Amina Mohamed, deputy executive director of United Nations Environment Program speaks at the China Ecology Forum held in the Institute of Geographic Sciences and Natural Resources Research of the Chinese Academy of Science on July 20, 2012 [Photo: CRIENGLISH.com]
With UN Environment Program senior officials and distinguished Chinese and international ecologists, a special forum was held in Beijing on Friday, discussing South-South cooperation and the challenges and opportunities of cooperation between China and Africa.
With the background of the recently finished United Nations Conference on Sustainable Development, or Rio+20, which took place in Rio de Janeiro in June, and the just completed Fifth Ministerial Conference of the Forum on the China-Africa Cooperation in Beijing, this special session of the China Ecology Forum provided a platform for UN officials and distinguished scholars of sustainable development to exchange ideas and innovations in the Institute of Geographic Sciences and Natural Resources Research of the Chinese Academy of Sciences (IGSNRR).
Amina Mohamed, deputy executive director of United Nations Environment Program (UNEP) is attending the forum and stressed the need to promote the Green Economy, the task of expanding various forms of cooperation among developing countries and the increasing importance of China's involvement and contribution in South-South cooperation in her speech.
"We need to devise an avenue to make sure South-South cooperation contributes increasingly to poverty alleviation."
With the ever growing population and the concentration of poor people in developing states, Mohamed emphasized that the pressure of the increasing needs should be balanced with the pressure on the limited natural resources.
"We must ensure that activities in South-South cooperation improve, not degrade our ecosystems which are the foundation of our sustainability."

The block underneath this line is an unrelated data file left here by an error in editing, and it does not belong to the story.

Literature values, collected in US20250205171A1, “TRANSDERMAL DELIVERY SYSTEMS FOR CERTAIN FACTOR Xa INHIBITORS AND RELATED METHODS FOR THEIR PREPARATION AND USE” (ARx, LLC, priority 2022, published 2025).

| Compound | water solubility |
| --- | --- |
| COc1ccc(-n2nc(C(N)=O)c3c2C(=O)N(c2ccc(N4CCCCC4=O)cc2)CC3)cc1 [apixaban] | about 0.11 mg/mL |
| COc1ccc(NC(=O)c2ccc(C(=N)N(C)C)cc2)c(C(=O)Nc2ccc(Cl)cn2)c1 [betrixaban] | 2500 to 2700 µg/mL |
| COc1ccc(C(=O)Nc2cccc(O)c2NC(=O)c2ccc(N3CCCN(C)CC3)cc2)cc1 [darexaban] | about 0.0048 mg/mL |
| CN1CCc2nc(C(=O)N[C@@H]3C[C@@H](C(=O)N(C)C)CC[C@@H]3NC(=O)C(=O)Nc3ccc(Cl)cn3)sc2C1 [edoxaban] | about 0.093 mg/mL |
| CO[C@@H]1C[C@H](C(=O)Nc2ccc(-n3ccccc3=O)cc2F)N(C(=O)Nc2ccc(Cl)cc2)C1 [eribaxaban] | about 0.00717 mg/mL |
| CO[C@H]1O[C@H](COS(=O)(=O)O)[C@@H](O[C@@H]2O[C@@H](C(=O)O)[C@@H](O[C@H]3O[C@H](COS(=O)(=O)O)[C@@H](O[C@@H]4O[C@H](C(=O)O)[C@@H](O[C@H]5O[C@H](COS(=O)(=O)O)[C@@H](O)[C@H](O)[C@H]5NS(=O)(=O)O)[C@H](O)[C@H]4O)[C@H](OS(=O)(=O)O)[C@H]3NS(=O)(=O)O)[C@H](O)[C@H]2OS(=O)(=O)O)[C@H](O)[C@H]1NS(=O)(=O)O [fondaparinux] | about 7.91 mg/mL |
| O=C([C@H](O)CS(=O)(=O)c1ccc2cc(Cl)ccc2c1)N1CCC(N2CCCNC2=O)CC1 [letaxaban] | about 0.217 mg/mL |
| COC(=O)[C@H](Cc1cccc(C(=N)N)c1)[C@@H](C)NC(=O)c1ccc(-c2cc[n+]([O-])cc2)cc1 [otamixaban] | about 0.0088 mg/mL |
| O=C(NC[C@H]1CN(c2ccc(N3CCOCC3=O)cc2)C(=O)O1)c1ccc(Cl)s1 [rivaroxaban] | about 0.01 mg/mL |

She said capacity-building is the prerequisite for promoting sustainable economies in developing countries. The collaboration of UNEP with the scientific communities, including six collaboration centers in developed countries and the International Ecosystem Management Partnership, or IEMP, with China is intended to close the technological gap between developed and developing countries and foster South-South collaboration.
Liu Yanhua, counselor of the State Council of China, a professor at the IGSNRR, and president of the Chinese Association of Geography illustrated the risks and challenges of the transitioning Chinese society and the urgent need for sustainable industrial development.
With the relative similarities of environmental backgrounds, economic levels, educations, social structures and stage of development among developing countries, he also encouraged the prospect of South-South cooperation, especially in areas such as indigenous technologies, small hydro-power projects, clean energy, small machinery, ecological farming and rural public health systems.
Other distinguished scholars such as Wang Yi from Institute of Policyand Management of the Chinese Academy of Science and Zhang Linxiu from the Center for Chinese Agricultural Policy of the Chinese Academy of Science also made speeches expressing their ideas regarding their specific fields regarding South-South ecological cooperation.
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